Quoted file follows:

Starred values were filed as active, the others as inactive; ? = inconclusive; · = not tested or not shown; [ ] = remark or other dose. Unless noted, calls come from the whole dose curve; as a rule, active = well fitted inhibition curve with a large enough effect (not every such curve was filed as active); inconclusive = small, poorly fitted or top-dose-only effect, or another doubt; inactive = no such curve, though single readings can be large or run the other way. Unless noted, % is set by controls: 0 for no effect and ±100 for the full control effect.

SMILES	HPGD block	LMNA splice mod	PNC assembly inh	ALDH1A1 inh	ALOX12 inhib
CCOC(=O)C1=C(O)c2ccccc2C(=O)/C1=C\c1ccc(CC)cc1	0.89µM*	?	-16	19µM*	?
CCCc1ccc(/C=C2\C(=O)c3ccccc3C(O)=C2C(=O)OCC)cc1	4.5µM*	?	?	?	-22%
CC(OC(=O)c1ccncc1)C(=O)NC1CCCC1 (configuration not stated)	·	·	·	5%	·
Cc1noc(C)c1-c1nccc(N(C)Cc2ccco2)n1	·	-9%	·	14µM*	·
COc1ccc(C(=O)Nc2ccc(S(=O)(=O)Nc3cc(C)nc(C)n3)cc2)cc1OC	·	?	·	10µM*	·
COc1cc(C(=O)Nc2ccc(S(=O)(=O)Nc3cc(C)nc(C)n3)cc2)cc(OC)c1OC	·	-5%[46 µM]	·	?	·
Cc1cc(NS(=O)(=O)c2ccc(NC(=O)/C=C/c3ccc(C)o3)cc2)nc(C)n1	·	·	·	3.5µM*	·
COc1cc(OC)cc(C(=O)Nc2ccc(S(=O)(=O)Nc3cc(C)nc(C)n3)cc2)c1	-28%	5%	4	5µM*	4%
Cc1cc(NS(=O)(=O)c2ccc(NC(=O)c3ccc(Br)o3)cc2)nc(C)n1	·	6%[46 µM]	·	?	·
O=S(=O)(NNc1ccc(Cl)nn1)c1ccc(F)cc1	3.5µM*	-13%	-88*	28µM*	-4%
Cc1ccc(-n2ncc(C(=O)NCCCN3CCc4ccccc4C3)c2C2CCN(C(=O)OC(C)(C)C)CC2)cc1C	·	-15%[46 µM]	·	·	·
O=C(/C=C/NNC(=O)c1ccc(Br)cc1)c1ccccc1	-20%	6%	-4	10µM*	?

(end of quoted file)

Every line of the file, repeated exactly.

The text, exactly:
Starred values were filed as active, the others as inactive; ? = inconclusive; · = not tested or not shown; [ ] = remark or other dose. Unless noted, calls come from the whole dose curve; as a rule, active = well fitted inhibition curve with a large enough effect (not every such curve was filed as active); inconclusive = small, poorly fitted or top-dose-only effect, or another doubt; inactive = no such curve, though single readings can be large or run the other way. Unless noted, % is set by controls: 0 for no effect and ±100 for the full control effect.

SMILES	HPGD block	LMNA splice mod	PNC assembly inh	ALDH1A1 inh	ALOX12 inhib
CCOC(=O)C1=C(O)c2ccccc2C(=O)/C1=C\c1ccc(CC)cc1	0.89µM*	?	-16	19µM*	?
CCCc1ccc(/C=C2\C(=O)c3ccccc3C(O)=C2C(=O)OCC)cc1	4.5µM*	?	?	?	-22%
CC(OC(=O)c1ccncc1)C(=O)NC1CCCC1 (configuration not stated)	·	·	·	5%	·
Cc1noc(C)c1-c1nccc(N(C)Cc2ccco2)n1	·	-9%	·	14µM*	·
COc1ccc(C(=O)Nc2ccc(S(=O)(=O)Nc3cc(C)nc(C)n3)cc2)cc1OC	·	?	·	10µM*	·
COc1cc(C(=O)Nc2ccc(S(=O)(=O)Nc3cc(C)nc(C)n3)cc2)cc(OC)c1OC	·	-5%[46 µM]	·	?	·
Cc1cc(NS(=O)(=O)c2ccc(NC(=O)/C=C/c3ccc(C)o3)cc2)nc(C)n1	·	·	·	3.5µM*	·
COc1cc(OC)cc(C(=O)Nc2ccc(S(=O)(=O)Nc3cc(C)nc(C)n3)cc2)c1	-28%	5%	4	5µM*	4%
Cc1cc(NS(=O)(=O)c2ccc(NC(=O)c3ccc(Br)o3)cc2)nc(C)n1	·	6%[46 µM]	·	?	·
O=S(=O)(NNc1ccc(Cl)nn1)c1ccc(F)cc1	3.5µM*	-13%	-88*	28µM*	-4%
Cc1ccc(-n2ncc(C(=O)NCCCN3CCc4ccccc4C3)c2C2CCN(C(=O)OC(C)(C)C)CC2)cc1C	·	-15%[46 µM]	·	·	·
O=C(/C=C/NNC(=O)c1ccc(Br)cc1)c1ccccc1	-20%	6%	-4	10µM*	?